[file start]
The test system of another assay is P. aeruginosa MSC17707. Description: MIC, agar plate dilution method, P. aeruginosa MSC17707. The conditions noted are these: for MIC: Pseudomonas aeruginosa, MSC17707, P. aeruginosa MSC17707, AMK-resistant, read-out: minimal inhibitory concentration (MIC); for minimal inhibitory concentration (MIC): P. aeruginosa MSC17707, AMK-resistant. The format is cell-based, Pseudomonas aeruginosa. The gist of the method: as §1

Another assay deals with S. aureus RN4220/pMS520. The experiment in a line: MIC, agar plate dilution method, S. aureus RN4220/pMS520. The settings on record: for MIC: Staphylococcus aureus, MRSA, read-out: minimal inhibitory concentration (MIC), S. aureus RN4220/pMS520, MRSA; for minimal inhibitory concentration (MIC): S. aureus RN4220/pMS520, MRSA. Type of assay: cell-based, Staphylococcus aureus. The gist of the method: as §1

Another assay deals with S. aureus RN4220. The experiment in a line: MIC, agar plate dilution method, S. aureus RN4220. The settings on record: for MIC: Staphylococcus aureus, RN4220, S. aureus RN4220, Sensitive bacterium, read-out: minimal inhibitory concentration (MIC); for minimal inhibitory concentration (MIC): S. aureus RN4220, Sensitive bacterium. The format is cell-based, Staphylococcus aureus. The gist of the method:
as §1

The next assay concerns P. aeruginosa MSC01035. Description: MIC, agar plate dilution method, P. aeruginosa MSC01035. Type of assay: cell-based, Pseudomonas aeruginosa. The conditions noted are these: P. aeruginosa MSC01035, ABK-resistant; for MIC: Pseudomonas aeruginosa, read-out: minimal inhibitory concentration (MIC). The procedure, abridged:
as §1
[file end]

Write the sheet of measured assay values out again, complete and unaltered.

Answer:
The test system of another assay is P. aeruginosa MSC17707. Description: MIC, agar plate dilution method, P. aeruginosa MSC17707. The conditions noted are these: for MIC: Pseudomonas aeruginosa, MSC17707, P. aeruginosa MSC17707, AMK-resistant, read-out: minimal inhibitory concentration (MIC); for minimal inhibitory concentration (MIC): P. aeruginosa MSC17707, AMK-resistant. The format is cell-based, Pseudomonas aeruginosa. The gist of the method: as §1

Another assay deals with S. aureus RN4220/pMS520. The experiment in a line: MIC, agar plate dilution method, S. aureus RN4220/pMS520. The settings on record: for MIC: Staphylococcus aureus, MRSA, read-out: minimal inhibitory concentration (MIC), S. aureus RN4220/pMS520, MRSA; for minimal inhibitory concentration (MIC): S. aureus RN4220/pMS520, MRSA. Type of assay: cell-based, Staphylococcus aureus. The gist of the method: as §1

Another assay deals with S. aureus RN4220. The experiment in a line: MIC, agar plate dilution method, S. aureus RN4220. The settings on record: for MIC: Staphylococcus aureus, RN4220, S. aureus RN4220, Sensitive bacterium, read-out: minimal inhibitory concentration (MIC); for minimal inhibitory concentration (MIC): S. aureus RN4220, Sensitive bacterium. The format is cell-based, Staphylococcus aureus. The gist of the method:
as §1

The next assay concerns P. aeruginosa MSC01035. Description: MIC, agar plate dilution method, P. aeruginosa MSC01035. Type of assay: cell-based, Pseudomonas aeruginosa. The conditions noted are these: P. aeruginosa MSC01035, ABK-resistant; for MIC: Pseudomonas aeruginosa, read-out: minimal inhibitory concentration (MIC). The procedure, abridged:
as §1